QUANTICO, VA — After successful U.S. Army use of video games to help soldiers navigate the stress of combat, Department of the Navy leadership has decided to try to adapt some of their training to the virtual world.
Amid growing concerns with professionalism, conduct, and leadership among Navy and Marine Corps officer ranks, a working group was assembled to improve leaders in the areas of tactical understanding, money management, and impersonal leadership methods.
In a memo from the working group released this week, it was concluded that officers need to undergo more tactical training sooner — and their unique recommendation for the training method: Starcraft.
Starcraft II, a strategy game made by Activision Blizzard, is a Real-Time Strategy (RTS) game. The player must choose when to focus on growing economy, when to raise a standing army, and how to counter the tactics used by the opposing player; all important skills for military officers and leaders of all levels.
The Starcraft brand is the most popular RTS series ever made, and features three distinct racial civilizations players can use: Terran, Protoss, and Zerg.
The Commanding Officer of Quantico’s Communication School was excited to see the game molding future officers.
“I am very pleased to see this change go through. Most people don’t realize the sorts of lessons that strategy simulations can give in real world situations,” said Lt. Col. Richard Stubbs. “When I mentioned to my family the trouble we were having with the EFVs, my son asked why we would spend so much on an overpriced vehicle that isn’t even an effective complement to our forces right now. I was amazed and asked where he came up with that argument. That’s when I learned that people who aren’t officers can apparently grasp obvious facts.”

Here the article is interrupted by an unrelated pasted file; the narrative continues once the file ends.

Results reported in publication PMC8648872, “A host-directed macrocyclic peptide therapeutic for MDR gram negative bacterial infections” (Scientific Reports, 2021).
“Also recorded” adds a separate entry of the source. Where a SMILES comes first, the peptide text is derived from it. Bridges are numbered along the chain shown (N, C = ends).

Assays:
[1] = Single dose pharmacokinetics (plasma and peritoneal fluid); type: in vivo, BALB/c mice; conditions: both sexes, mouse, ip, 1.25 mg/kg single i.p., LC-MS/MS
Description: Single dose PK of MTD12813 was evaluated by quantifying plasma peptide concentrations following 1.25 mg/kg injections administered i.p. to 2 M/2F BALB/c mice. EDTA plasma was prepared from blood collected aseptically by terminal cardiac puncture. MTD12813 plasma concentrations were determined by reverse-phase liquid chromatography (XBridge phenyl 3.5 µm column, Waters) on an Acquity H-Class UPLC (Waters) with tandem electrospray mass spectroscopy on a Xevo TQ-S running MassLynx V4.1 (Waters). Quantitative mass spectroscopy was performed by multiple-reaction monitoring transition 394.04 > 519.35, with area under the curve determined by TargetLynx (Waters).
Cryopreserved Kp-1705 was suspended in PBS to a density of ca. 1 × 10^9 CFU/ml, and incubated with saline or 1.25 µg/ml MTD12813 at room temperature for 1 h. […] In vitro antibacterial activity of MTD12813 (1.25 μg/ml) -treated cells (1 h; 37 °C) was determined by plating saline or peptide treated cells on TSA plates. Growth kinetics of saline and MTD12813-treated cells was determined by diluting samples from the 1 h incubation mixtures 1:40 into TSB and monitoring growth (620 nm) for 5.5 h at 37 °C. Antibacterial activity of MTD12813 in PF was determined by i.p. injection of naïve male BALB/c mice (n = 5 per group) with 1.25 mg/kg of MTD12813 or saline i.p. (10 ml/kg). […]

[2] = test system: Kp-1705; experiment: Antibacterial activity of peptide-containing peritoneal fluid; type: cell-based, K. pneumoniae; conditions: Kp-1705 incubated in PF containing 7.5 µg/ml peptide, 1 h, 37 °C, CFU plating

Officer Candidate Percy Jones says he has already learned much from the new training.
“It’s pretty wild,” he said. “So if I pay for five units right now, but they can only be built one at a time, then four of them are a waste of liquid assets? I never learned anything like that in accounting class — which may be because I paid someone to go to that class for me.”
Other lessons have resonated with fellow students.
A former Staff Sergeant in Officer Candidate School has remarked that during all the time spent commanding his Protoss army, he has “never once been tempted to have sex with any subordinates,” which, he claimed was a “first for him.”
Still another candidate was shocked when he learned that his worker units (SCVs) would mine the minerals (the game’s main form of currency) without his direct intervention.
“I spent forty-five minutes making sure all of my SCVs were mining efficiently, and it turns out that when I looked away, they kept right on working,” said Officer Candidate Jose Gonzalez. “I was surprised that constant micromanagement of menial tasks wasn’t actually needed. I think this may be a bug in the game software.”
To aid in the setup of the program, the team of officials invited some professional players from the North American team EG (Evil Geniuses) to Quantico to help kick off training.
Team members Geoff “iNcontroL” Robinson and Greg “idrA” Fields talked about their initial experience.
“It started off a nightmare,” said Robinson. “The first guy I helped insisted on taking about 8% of his Drones away from mining to represent the ‘unemployment factor.’ The second guy kept all of his higher-tier army units in his main base and sent only the first-tier fighting units to the battle. When I instructed him to keep all his forces together he laughed and said ‘that’s not how it works in real life.’”
Fields voiced similar concerns.
“I tried to tell one guy to move his damaged units to the back of the fight to preserve them longer, but he kept them on the front lines because they didn’t have a light duty chit. And then he said he couldn’t authorize a medevac because there was no clearly marked Landing Zone. There might be no hope for these guys. They’re just horrible.”
“In fact,” he added, “The only thing they really seemed to understand about the game is that Marines are super overpowered, and that winning only requires that you have more of them. They said it was a very realistic feature.”
SEE ALSO: Ranger Up: The Damn Few, Episode 2 >